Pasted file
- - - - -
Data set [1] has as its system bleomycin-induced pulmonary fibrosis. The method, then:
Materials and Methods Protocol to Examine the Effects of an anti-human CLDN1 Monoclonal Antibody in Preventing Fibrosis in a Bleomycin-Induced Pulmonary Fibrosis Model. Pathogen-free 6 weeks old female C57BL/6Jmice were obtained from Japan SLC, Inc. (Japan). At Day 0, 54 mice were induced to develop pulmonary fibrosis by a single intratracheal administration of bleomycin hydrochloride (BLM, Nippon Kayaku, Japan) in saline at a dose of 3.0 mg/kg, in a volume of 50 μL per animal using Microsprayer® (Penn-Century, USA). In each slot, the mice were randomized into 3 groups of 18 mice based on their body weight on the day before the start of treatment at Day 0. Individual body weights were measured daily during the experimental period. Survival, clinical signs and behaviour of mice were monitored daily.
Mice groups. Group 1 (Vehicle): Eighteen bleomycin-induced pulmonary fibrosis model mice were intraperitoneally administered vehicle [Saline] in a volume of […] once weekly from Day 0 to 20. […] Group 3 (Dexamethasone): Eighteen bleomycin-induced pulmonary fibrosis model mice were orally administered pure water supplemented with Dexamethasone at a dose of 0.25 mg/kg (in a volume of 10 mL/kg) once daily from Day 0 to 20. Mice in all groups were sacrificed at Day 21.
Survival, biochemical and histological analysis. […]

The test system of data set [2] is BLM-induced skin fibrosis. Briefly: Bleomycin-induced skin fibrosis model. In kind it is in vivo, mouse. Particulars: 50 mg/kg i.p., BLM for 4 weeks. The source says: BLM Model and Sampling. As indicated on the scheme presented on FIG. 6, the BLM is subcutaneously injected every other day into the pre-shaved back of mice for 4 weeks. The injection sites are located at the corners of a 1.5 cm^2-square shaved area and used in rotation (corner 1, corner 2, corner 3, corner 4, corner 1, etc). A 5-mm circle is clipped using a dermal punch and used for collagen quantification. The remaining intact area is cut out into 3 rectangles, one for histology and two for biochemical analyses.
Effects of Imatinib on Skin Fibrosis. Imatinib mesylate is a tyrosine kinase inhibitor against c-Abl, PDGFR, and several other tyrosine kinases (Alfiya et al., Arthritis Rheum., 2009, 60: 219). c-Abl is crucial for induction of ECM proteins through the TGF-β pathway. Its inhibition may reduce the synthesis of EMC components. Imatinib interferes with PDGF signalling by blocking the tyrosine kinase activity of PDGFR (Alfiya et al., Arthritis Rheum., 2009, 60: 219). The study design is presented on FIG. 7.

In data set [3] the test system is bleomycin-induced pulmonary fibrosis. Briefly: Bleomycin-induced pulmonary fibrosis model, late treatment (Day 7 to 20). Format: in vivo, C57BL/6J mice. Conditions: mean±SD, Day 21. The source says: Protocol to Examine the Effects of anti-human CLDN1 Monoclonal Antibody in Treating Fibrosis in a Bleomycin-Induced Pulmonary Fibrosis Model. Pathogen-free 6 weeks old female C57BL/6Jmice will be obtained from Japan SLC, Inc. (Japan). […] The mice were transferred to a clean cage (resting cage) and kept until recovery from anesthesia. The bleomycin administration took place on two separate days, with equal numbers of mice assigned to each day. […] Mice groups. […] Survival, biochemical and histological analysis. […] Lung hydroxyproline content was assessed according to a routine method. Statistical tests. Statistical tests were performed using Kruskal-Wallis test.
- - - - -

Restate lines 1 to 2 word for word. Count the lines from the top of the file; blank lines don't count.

Data set [1] has as its system bleomycin-induced pulmonary fibrosis. The method, then:
Materials and Methods Protocol to Examine the Effects of an anti-human CLDN1 Monoclonal Antibody in Preventing Fibrosis in a Bleomycin-Induced Pulmonary Fibrosis Model. Pathogen-free 6 weeks old female C57BL/6Jmice were obtained from Japan SLC, Inc. (Japan). At Day 0, 54 mice were induced to develop pulmonary fibrosis by a single intratracheal administration of bleomycin hydrochloride (BLM, Nippon Kayaku, Japan) in saline at a dose of 3.0 mg/kg, in a volume of 50 μL per animal using Microsprayer® (Penn-Century, USA). In each slot, the mice were randomized into 3 groups of 18 mice based on their body weight on the day before the start of treatment at Day 0. Individual body weights were measured daily during the experimental period. Survival, clinical signs and behaviour of mice were monitored daily.